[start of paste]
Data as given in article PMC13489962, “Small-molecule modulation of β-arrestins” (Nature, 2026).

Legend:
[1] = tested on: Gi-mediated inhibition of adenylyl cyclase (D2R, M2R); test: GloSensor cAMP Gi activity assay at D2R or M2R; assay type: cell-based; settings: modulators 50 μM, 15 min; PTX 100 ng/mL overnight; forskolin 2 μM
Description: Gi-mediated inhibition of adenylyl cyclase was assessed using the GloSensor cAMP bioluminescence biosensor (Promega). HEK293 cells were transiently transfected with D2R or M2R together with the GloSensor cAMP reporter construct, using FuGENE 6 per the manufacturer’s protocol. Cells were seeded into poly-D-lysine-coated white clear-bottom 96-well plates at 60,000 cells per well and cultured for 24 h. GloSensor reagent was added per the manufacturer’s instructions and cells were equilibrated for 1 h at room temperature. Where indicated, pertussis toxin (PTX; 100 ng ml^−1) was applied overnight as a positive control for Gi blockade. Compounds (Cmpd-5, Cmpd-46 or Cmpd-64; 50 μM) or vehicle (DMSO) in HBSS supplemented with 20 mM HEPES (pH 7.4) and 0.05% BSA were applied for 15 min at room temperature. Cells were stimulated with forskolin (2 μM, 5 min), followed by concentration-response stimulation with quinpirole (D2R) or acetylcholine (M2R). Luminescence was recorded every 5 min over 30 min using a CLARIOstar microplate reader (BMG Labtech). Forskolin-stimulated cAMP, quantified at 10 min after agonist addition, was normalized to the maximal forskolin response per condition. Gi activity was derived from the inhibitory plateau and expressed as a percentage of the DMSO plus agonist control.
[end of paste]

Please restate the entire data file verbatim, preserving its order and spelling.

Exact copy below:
Data as given in article PMC13489962, “Small-molecule modulation of β-arrestins” (Nature, 2026).

Legend:
[1] = tested on: Gi-mediated inhibition of adenylyl cyclase (D2R, M2R); test: GloSensor cAMP Gi activity assay at D2R or M2R; assay type: cell-based; settings: modulators 50 μM, 15 min; PTX 100 ng/mL overnight; forskolin 2 μM
Description: Gi-mediated inhibition of adenylyl cyclase was assessed using the GloSensor cAMP bioluminescence biosensor (Promega). HEK293 cells were transiently transfected with D2R or M2R together with the GloSensor cAMP reporter construct, using FuGENE 6 per the manufacturer’s protocol. Cells were seeded into poly-D-lysine-coated white clear-bottom 96-well plates at 60,000 cells per well and cultured for 24 h. GloSensor reagent was added per the manufacturer’s instructions and cells were equilibrated for 1 h at room temperature. Where indicated, pertussis toxin (PTX; 100 ng ml^−1) was applied overnight as a positive control for Gi blockade. Compounds (Cmpd-5, Cmpd-46 or Cmpd-64; 50 μM) or vehicle (DMSO) in HBSS supplemented with 20 mM HEPES (pH 7.4) and 0.05% BSA were applied for 15 min at room temperature. Cells were stimulated with forskolin (2 μM, 5 min), followed by concentration-response stimulation with quinpirole (D2R) or acetylcholine (M2R). Luminescence was recorded every 5 min over 30 min using a CLARIOstar microplate reader (BMG Labtech). Forskolin-stimulated cAMP, quantified at 10 min after agonist addition, was normalized to the maximal forskolin response per condition. Gi activity was derived from the inhibitory plateau and expressed as a percentage of the DMSO plus agonist control.